Friday, February 24, 2012

OK Legislator Gets A Taste of Comp - Will This Influence His Vote?

I know that those of us in the trenches of workers' compensation all have one common, secret, fantasy: that legislators spend some time in the system so they can really find out what it is all about, how it works and what the consequences are.

Fantasy comes true in Oklahoma.

Oklahoma state representative Mike Christian, R-Oklahoma City, is seeking benefits for injuries to his neck and back that he says were suffered in a traffic accident nearly three years ago.

Christian contends he was "on duty" at the time of the accident because he was driving from his "duty station" (his district in south Oklahoma City) to a committee meeting at the Capitol. Christian says legislators are eligible for reimbursement for their mileage traveling to the Capitol.

He apparently met opposition on his claim for benefits from Oklahoma CompSource. And he accuses people in the legislature of trying to influence the judge on his case because of votes he cast in the past that were in opposition to House Speaker Kris Steele, R-Shawnee.

Christian wants the judge in his case, Judge Bob Lake Grove, to require House of Representatives workers to answer - under oath - whether they tried to intimidate workers' compensation judges and influence the outcome on his case.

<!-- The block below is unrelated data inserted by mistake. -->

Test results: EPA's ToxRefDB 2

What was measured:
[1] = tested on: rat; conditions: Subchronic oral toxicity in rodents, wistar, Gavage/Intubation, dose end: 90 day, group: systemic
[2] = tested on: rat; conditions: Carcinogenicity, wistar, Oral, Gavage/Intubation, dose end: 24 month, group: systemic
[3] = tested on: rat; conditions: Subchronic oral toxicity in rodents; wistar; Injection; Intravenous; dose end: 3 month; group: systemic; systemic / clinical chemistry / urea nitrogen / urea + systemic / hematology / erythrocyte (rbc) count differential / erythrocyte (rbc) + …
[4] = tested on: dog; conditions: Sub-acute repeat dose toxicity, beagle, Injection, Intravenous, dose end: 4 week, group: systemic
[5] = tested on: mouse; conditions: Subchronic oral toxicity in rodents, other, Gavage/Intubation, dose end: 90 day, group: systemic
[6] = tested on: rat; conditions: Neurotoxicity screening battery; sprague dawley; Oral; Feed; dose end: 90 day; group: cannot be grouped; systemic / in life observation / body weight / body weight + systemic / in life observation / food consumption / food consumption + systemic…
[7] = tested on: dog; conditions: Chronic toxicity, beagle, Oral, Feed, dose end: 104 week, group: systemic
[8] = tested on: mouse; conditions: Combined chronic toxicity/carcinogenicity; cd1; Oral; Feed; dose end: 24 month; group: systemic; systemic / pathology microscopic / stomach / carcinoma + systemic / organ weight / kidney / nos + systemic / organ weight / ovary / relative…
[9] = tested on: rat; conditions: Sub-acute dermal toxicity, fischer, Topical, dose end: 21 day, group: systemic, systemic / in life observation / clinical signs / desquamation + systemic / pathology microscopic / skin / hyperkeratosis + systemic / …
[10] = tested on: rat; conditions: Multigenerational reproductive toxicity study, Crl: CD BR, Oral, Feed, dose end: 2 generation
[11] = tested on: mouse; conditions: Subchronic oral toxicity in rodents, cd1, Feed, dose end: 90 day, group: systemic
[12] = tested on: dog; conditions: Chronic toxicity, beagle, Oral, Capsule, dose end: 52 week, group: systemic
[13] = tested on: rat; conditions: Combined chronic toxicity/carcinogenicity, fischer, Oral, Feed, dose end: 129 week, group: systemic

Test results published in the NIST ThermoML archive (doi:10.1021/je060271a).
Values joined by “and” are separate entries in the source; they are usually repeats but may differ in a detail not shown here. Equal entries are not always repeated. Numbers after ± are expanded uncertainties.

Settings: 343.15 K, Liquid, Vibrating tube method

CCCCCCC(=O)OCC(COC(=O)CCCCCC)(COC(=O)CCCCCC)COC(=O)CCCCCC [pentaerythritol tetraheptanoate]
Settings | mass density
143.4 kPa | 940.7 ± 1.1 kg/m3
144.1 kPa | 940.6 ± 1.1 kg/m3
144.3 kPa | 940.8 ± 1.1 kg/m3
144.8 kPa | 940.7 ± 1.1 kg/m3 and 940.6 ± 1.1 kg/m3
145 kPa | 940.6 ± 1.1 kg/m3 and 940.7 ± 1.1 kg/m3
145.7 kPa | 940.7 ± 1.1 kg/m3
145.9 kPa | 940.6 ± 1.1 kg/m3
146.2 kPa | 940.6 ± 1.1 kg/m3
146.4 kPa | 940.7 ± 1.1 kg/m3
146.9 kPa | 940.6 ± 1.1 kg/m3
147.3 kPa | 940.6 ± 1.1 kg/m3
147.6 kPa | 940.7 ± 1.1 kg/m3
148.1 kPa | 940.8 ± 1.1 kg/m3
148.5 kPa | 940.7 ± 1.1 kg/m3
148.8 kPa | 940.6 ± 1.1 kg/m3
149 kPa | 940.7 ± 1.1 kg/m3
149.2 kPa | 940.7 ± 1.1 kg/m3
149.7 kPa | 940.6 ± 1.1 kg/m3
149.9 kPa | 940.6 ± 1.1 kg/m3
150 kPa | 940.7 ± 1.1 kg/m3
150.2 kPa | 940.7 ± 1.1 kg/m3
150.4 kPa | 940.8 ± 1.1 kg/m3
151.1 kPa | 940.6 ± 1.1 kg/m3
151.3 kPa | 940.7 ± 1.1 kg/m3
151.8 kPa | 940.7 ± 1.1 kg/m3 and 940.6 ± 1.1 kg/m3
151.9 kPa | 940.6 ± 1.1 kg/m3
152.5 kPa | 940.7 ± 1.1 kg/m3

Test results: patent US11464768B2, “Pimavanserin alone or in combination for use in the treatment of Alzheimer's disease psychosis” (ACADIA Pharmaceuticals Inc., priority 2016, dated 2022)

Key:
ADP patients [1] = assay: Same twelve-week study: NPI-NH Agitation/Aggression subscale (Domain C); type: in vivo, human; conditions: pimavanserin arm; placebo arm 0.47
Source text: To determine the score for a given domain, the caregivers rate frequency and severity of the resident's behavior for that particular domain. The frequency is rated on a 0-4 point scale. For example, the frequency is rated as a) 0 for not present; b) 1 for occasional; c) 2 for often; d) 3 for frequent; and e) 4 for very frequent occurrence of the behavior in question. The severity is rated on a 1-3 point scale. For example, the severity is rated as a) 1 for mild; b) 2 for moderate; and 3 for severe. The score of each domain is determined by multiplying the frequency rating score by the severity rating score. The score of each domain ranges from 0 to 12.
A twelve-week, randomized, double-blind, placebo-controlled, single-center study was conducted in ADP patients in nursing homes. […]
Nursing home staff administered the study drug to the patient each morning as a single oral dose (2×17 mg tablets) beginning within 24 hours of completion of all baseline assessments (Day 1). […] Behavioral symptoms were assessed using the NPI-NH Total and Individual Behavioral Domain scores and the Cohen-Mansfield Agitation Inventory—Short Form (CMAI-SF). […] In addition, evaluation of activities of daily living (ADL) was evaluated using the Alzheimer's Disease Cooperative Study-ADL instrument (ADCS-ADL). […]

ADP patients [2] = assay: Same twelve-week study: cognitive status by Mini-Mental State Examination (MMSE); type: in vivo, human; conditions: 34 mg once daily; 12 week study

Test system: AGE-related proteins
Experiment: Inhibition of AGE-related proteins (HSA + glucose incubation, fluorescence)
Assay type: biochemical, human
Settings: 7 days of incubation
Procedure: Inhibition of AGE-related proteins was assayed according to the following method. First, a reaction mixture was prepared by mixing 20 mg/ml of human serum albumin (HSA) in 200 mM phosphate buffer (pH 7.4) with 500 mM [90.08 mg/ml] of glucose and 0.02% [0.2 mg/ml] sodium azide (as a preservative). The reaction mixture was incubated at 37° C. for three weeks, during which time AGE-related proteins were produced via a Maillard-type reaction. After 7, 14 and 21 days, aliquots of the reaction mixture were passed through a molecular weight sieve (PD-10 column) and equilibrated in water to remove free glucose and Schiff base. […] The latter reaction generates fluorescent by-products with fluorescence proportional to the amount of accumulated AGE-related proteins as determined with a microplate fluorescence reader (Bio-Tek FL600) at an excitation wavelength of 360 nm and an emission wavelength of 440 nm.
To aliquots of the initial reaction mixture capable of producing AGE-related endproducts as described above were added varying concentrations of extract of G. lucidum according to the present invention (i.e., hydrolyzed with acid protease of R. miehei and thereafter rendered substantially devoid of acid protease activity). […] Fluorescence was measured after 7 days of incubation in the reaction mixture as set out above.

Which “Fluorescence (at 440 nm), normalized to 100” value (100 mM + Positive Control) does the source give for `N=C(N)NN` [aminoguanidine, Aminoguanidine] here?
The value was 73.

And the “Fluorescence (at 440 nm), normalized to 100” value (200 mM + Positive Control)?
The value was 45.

Christian is represented by attorney Richard Bell.

Bell said he wanted to question Ashley Kemp, Amy Alden and John Estus under oath. Kemp is the general counsel for the House of Representatives, Alden is the House's former general counsel and Estus is press secretary to Steele.

Bell also is asking that Toye Venable, a claims adjuster for CompSource Oklahoma, be required to give a deposition. "I think it's relevant if there has been a concerted effort to involve the press to intimidate the courts," Bell told the Oklahoma City Oklahoman, reported Wednesday.

Attorneys representing Estus, Kemp and Venable objected to Bell's efforts to subpoena them, calling the subpoenas "burdensome, oppressive, vague, overbroad" and "not relevant to the subject matter in the pending action."

Grove told Bell he was not aware of any effort to intimidate him, and ordered Bell and attorneys for the House to go back to mediation and attempt to resolve the dispute over Christian's workers' compensation case.

Grove said he would not rule on a request by attorneys representing the House of Representatives to void subpoenas issued by Bell unless mediation efforts fail.

The Oklahoma legislature is currently considering legislation that would make it only the second state to make workers' compensation optional, like neighboring Texas, albeit with a mandatory ERISA plan.

How do you think Christian will vote should this legislation get passed into the full House for a vote?

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